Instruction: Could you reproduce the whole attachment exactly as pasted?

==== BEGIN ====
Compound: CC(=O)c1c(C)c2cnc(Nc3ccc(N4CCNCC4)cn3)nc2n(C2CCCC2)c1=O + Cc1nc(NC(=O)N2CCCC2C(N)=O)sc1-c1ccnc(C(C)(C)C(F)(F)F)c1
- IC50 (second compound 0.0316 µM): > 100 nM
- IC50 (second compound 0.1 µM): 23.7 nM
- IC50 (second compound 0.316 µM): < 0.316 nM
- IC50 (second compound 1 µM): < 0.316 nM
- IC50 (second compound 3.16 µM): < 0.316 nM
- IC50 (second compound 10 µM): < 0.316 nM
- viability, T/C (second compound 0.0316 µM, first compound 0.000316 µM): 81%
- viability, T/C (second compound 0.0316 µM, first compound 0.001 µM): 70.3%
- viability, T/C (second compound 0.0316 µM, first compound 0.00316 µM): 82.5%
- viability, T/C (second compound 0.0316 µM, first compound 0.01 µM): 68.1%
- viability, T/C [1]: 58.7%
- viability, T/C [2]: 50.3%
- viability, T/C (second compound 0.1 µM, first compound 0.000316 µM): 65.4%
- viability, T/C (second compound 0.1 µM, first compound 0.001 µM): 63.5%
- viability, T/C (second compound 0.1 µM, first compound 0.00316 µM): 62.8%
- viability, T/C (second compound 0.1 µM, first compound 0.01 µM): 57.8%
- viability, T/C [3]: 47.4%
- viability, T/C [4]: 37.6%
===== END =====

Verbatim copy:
Compound: CC(=O)c1c(C)c2cnc(Nc3ccc(N4CCNCC4)cn3)nc2n(C2CCCC2)c1=O + Cc1nc(NC(=O)N2CCCC2C(N)=O)sc1-c1ccnc(C(C)(C)C(F)(F)F)c1
- IC50 (second compound 0.0316 µM): > 100 nM
- IC50 (second compound 0.1 µM): 23.7 nM
- IC50 (second compound 0.316 µM): < 0.316 nM
- IC50 (second compound 1 µM): < 0.316 nM
- IC50 (second compound 3.16 µM): < 0.316 nM
- IC50 (second compound 10 µM): < 0.316 nM
- viability, T/C (second compound 0.0316 µM, first compound 0.000316 µM): 81%
- viability, T/C (second compound 0.0316 µM, first compound 0.001 µM): 70.3%
- viability, T/C (second compound 0.0316 µM, first compound 0.00316 µM): 82.5%
- viability, T/C (second compound 0.0316 µM, first compound 0.01 µM): 68.1%
- viability, T/C [1]: 58.7%
- viability, T/C [2]: 50.3%
- viability, T/C (second compound 0.1 µM, first compound 0.000316 µM): 65.4%
- viability, T/C (second compound 0.1 µM, first compound 0.001 µM): 63.5%
- viability, T/C (second compound 0.1 µM, first compound 0.00316 µM): 62.8%
- viability, T/C (second compound 0.1 µM, first compound 0.01 µM): 57.8%
- viability, T/C [3]: 47.4%
- viability, T/C [4]: 37.6%